The Great War, 1914-1918

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Pearson/Longman, 2007 - History - 813 pages
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The Great War is probably the most widely read about and most widely misunderstood conflict of our times. The history of this era is not simply one of military manoeuvres and battle weary soldiers but one with transformatory implications for world politics, economics, human psychology, culture, technology and innovation. In this seminal work, [the author] challenges the clichéd images of the Great War that have come to dominate popular culture. Rather than dismissing the War as an exercise in mindless futility, he argues that on the contrary it was vital to the national interests of its participants, and shows how what originated as a European affair became a global event involving not only the extended colonial empires of European nations but also Japan, China, the Ottoman Empire, Latin America and the United States. For victors and vanquished alike the treacherous course of this conflict set the stage for far-reaching economic, social and political change. In this tumultuous period the creation of new frontiers and new balances of power allowed strong national identities to develop and new varieties of political thought to materialise and ultimately provided the conditions for Fascist and Communist revolution and occupation in the decades that followed. -Back cover.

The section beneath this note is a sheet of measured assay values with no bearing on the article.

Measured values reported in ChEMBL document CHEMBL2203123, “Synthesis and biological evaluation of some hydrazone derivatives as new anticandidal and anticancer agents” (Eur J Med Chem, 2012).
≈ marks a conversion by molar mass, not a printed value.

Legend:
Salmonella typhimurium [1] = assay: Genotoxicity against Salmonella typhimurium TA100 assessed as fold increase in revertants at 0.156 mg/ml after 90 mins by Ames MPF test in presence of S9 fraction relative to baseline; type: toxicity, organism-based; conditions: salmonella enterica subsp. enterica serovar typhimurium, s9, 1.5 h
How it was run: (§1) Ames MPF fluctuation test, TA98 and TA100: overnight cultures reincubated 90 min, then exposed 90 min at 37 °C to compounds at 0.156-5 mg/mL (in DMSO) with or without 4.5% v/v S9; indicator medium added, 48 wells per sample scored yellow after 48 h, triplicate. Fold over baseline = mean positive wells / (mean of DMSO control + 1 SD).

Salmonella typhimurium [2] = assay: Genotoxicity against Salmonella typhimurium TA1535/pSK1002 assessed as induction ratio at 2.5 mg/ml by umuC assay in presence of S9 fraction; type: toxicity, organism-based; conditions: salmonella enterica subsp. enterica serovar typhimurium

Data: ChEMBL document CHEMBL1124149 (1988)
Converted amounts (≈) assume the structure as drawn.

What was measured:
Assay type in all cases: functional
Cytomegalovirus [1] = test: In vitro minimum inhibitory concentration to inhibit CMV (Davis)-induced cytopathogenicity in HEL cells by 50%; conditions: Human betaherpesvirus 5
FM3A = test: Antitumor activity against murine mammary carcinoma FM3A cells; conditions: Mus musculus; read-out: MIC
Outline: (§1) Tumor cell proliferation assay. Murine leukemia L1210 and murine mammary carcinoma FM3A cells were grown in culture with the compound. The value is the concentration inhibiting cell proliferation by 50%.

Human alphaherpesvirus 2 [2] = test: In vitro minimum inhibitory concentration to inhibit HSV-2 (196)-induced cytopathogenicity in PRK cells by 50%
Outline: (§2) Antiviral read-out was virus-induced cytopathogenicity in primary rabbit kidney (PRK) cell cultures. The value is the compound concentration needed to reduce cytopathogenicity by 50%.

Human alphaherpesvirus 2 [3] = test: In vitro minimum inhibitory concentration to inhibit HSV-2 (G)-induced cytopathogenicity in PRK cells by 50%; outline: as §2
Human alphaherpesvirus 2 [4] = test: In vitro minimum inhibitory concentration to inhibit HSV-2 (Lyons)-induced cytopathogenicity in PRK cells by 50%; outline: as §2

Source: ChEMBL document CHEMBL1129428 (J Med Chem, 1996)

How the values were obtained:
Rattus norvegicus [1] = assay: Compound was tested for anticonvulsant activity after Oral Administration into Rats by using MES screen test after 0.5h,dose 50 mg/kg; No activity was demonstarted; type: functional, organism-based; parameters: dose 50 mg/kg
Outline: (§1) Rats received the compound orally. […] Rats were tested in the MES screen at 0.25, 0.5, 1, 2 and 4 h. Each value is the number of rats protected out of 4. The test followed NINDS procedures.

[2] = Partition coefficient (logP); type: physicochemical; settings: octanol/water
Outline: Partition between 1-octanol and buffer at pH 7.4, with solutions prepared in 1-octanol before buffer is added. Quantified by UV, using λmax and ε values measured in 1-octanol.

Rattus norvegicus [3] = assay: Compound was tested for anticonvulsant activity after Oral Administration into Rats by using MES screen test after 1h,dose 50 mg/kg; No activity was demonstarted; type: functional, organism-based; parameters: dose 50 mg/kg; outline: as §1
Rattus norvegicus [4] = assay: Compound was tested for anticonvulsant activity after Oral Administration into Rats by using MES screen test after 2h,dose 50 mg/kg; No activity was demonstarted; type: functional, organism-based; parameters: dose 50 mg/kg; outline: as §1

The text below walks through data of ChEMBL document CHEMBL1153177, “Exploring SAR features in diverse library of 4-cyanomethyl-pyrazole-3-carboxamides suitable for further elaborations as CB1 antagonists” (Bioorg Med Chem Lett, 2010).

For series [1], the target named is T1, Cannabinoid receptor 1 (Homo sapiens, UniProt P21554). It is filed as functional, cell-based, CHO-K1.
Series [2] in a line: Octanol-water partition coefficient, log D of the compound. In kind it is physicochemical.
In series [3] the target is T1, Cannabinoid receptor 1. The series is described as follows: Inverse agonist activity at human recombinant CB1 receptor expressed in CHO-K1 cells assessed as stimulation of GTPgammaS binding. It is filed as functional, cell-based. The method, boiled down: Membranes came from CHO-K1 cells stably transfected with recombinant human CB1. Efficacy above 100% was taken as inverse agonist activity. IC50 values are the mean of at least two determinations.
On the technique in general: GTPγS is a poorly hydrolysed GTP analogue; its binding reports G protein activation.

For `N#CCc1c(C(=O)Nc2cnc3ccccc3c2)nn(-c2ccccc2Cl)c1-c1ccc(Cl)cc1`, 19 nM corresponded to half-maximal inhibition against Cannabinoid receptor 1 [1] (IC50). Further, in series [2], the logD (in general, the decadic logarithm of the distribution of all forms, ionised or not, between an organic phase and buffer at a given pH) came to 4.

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About the author (2007)

Ian Beckett is an internationally renowned specialist on the Great War. His publications include such acclaimed titles as Ypres : The Last Battle , 1914 (2004). The First World War: The Essential Guide to Sources in the UK National Archives (2003), and A Nation in Arms: A Social Study of the British Army in the First World War (with Keith Simpson) (1985)

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